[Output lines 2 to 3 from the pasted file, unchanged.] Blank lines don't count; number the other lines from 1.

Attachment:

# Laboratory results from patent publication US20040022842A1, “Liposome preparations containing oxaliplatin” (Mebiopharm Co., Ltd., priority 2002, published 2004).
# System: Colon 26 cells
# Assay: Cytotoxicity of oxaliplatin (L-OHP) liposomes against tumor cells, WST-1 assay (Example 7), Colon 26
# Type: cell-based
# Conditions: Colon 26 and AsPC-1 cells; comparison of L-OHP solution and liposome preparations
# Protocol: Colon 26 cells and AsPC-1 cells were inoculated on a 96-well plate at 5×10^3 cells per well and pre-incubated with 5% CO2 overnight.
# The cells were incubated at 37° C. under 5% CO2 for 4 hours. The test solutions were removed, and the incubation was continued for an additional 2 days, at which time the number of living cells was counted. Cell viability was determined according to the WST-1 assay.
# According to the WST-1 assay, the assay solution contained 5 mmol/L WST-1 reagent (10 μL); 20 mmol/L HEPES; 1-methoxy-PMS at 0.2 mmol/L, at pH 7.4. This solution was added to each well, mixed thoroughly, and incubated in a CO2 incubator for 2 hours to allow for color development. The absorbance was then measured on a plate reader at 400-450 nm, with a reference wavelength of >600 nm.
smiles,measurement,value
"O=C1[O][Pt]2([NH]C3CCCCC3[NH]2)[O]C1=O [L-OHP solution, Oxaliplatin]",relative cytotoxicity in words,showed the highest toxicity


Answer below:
# System: Colon 26 cells
# Assay: Cytotoxicity of oxaliplatin (L-OHP) liposomes against tumor cells, WST-1 assay (Example 7), Colon 26